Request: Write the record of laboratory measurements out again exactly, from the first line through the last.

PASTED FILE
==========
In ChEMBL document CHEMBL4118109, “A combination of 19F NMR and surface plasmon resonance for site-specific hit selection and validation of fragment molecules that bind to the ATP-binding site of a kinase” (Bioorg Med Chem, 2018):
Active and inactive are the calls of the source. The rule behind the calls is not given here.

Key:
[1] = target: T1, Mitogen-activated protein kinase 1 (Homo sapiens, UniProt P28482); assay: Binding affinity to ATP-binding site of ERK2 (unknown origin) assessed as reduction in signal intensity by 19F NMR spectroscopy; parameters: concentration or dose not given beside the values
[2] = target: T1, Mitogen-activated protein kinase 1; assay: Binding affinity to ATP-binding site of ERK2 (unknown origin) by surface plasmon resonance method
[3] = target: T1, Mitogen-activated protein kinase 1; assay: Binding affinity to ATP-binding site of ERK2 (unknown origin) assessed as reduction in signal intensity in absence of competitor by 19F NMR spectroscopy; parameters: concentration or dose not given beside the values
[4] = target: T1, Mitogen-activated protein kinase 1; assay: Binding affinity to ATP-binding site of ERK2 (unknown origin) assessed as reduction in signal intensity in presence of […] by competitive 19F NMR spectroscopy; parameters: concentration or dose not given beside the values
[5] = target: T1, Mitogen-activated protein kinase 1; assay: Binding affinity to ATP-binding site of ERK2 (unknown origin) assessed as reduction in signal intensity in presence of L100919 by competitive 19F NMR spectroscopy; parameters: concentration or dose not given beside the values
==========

In ChEMBL document CHEMBL4118109, “A combination of 19F NMR and surface plasmon resonance for site-specific hit selection and validation of fragment molecules that bind to the ATP-binding site of a kinase” (Bioorg Med Chem, 2018):
Active and inactive are the calls of the source. The rule behind the calls is not given here.

Key:
[1] = target: T1, Mitogen-activated protein kinase 1 (Homo sapiens, UniProt P28482); assay: Binding affinity to ATP-binding site of ERK2 (unknown origin) assessed as reduction in signal intensity by 19F NMR spectroscopy; parameters: concentration or dose not given beside the values
[2] = target: T1, Mitogen-activated protein kinase 1; assay: Binding affinity to ATP-binding site of ERK2 (unknown origin) by surface plasmon resonance method
[3] = target: T1, Mitogen-activated protein kinase 1; assay: Binding affinity to ATP-binding site of ERK2 (unknown origin) assessed as reduction in signal intensity in absence of competitor by 19F NMR spectroscopy; parameters: concentration or dose not given beside the values
[4] = target: T1, Mitogen-activated protein kinase 1; assay: Binding affinity to ATP-binding site of ERK2 (unknown origin) assessed as reduction in signal intensity in presence of […] by competitive 19F NMR spectroscopy; parameters: concentration or dose not given beside the values
[5] = target: T1, Mitogen-activated protein kinase 1; assay: Binding affinity to ATP-binding site of ERK2 (unknown origin) assessed as reduction in signal intensity in presence of L100919 by competitive 19F NMR spectroscopy; parameters: concentration or dose not given beside the values